Negative probability

Negative probability

In 1942, Paul Dirac wrote a paper "The Physical Interpretation of Quantum Mechanics"[1] where he introduced the concept of negative energies and negative probabilities:

"Negative energies and probabilities should not be considered as nonsense. They are well-defined concepts mathematically, like a negative of money."

The idea of negative probabilities later received increased attention in physics and particularly in quantum mechanics. Richard Feynman argued[2] that no one objects to using negative numbers in calculations, although "minus three apples" is not a valid concept in real life. Similarly he argued how negative probabilities as well as probabilities above unity possibly could be useful in probability calculations.

Negative probabilities have later been suggested to solve several problems and paradoxes.[3] Half-coins provide simple examples for negative probabilities. These strange coins were introduced in 2005 by Gábor J. Székely. [4] Half-coins have infinitely many sides numbered with 0,1,2,... and the positive even numbers are taken with negative probabilities. Two half-coins make a complete coin in the sense that if we flip two half-coins then the sum of the outcomes is 0 or 1 with probability 1/2 as if we simply flipped a fair coin.

In Convolution quotients of nonnegative definite functions[5] and Algebraic Probability Theory [6] Imre Z. Ruzsa and Gábor J. Székely proved that if a random variable X has a signed or quasi distribution where some of the probabilities are negative then one can always find two other independent random variables, Y, Z, with ordinary (not signed / not quasi) distributions such that X + Y = Z in distribution thus X can always be interpreted as the `difference' of two ordinary random variables, Z and Y.

Another example known as the Wigner distribution in phase space, introduced by Eugene Wigner in 1932 to study quantum corrections, often leads to negative probabilities, or as some would say "quasi-probabilities".[7] For this reason, it has later been better known as the Wigner quasi-probability distribution. In 1945, M. S. Bartlett worked out the mathematical and logical consistency of such negative valuedness.[8] The Wigner distribution function is routinely used in physics nowadays, and provides the cornerstone of phase-space quantization. Its negative features are an asset to the formalism, and often indicate quantum interference. The negative regions of the distribution are shielded from direct observation by the quantum uncertainty principle: typically, the moments of such a non-positive-semidefinite quasi-probability distribution are highly constrained, and prevent direct measurability of the negative regions of the distribution. But these regions contribute negatively and crucially to the expected values of observable quantities computed through such distributions, nevertheless.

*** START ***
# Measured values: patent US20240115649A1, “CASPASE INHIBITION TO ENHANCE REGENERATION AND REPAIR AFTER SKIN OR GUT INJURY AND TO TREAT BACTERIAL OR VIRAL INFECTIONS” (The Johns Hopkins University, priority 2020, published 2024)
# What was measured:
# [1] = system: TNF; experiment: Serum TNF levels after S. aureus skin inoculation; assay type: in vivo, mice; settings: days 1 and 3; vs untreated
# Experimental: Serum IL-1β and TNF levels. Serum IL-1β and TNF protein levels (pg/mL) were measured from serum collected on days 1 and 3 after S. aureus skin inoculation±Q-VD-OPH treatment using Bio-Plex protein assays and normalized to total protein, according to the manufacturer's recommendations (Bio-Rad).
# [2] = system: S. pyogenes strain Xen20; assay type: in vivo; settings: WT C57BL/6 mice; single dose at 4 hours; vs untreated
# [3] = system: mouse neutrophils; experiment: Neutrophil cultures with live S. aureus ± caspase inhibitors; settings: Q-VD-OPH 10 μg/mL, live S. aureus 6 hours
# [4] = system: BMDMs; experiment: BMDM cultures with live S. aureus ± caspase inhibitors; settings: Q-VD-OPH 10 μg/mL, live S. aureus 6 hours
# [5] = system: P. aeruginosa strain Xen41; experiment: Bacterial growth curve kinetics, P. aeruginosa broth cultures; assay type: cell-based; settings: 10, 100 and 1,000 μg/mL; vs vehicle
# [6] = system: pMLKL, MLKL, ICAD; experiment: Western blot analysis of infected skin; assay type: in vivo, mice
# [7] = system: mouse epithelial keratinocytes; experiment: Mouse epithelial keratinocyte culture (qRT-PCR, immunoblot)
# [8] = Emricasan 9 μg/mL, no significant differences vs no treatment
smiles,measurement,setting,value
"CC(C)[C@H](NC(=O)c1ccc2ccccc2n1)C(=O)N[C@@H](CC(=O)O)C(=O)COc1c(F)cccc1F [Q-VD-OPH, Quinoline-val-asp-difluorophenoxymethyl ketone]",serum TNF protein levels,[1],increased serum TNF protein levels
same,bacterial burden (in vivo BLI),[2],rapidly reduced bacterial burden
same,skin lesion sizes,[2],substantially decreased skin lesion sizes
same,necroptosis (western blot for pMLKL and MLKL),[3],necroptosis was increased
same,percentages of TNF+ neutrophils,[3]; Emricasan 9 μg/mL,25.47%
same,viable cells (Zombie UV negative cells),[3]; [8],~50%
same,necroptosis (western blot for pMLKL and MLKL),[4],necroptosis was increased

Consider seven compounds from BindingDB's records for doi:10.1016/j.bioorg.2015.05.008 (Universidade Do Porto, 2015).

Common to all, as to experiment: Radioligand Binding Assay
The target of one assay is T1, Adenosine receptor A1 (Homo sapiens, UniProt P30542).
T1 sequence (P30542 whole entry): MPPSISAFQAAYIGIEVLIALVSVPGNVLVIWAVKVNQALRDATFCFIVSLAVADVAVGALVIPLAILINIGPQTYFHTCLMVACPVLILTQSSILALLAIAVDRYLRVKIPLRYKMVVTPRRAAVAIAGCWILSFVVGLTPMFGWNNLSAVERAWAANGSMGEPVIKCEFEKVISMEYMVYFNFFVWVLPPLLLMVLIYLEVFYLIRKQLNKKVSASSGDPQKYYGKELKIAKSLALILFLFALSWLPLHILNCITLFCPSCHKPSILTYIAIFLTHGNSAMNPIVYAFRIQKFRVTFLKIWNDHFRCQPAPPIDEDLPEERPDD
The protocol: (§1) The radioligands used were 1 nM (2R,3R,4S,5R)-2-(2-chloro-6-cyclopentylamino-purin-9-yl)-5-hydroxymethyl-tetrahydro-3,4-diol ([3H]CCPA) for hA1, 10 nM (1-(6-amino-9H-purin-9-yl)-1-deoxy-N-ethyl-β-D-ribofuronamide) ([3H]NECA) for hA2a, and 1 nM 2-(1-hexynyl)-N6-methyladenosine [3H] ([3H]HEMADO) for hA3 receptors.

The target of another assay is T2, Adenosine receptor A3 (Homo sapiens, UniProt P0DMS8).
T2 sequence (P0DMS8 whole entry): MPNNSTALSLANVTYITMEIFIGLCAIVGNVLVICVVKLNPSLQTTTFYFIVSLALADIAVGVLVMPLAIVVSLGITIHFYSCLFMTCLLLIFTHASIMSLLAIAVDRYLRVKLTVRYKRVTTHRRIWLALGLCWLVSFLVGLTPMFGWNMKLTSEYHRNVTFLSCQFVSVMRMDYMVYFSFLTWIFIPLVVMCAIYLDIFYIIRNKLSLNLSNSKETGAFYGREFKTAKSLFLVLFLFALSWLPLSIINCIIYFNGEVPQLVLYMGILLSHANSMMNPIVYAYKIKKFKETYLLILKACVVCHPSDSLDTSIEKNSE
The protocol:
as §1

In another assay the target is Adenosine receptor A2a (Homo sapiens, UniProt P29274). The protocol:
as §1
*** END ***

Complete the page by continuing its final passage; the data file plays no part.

Negative probabilities have more recently been applied to mathematical finance. In quantitative finance most probabilities are not real probabilities but pseudo probabilities, often what is known as risk neutral probabilities. These are not real probabilities, but theoretical "probabilities" under a series of assumptions that helps simplify calculations by allowing such pseudo probabilities to be negative in certain cases as first pointed out by Haug in 2004 [9].

A rigorous mathematical definition of negative probabilities and their properties was recently derived by Mark Burgin and Gunter Meissner (2011). The authors also show how negative probabilities can be applied to financial option pricing.[10]

See also


  1. ^ Dirac, P. (1942): "The Physical Interpretation of Quantum Mechanics," Proc. Roy. Soc. London, (A 180), 1–39.
  2. ^ Feynman, R. P. (1987): "Negative Probability," First published in the book Quantum Implications : Essays in Honour of David Bohm, by F. David Peat (Editor), Basil Hiley (Editor) Routledge & Kegan Paul Ltd, London & New York, pp. 235–248
  3. ^ Khrennikov, A. Y. (1997): Non-Archimedean Analysis: Quantum Paradoxes, Dynamical Systems and Biological Models. Kluwer Academic Publishers. ISBN 0792348001
  4. ^ Székely, G.J. (2005) Half of a Coin: Negative Probabilities, Wilmott Magazine July, pp 66–68.
  5. ^ Ruzsa, I.Z. and Székely, G.J. (1983) "Convolution quotients of nonnegative definite functions", Monatshefte fuer Matematik, 95, pp 235–239. doi:10.1007/BF01352002
  6. ^ Ruzsa, I.Z. and Székely, G.J. (1988): Algebraic Probability Theory, Wiley, New York ISBN 0471918032
  7. ^ Wigner, E. P. (1932): "On the quantum correction for thermodynamic equilibrium", Phys. Rev. 40 749–759. doi:10.1103/PhysRev.40.749
  8. ^ Bartlett, M. S. (1945). "Negative Probability". Math Proc Camb Phil Soc 41: 71–73. doi:10.1017/S0305004100022398. 
  9. ^ Haug, E. G. (2004): Why so Negative to Negative Probabilities, Wilmott Magazine, Re-printed in the book (2007); Derivatives Models on Models, John Wiley & Sons, New York
  10. ^ Negative Probabilities in Financial Modeling Forthcoming Wilmott Magazine 2011

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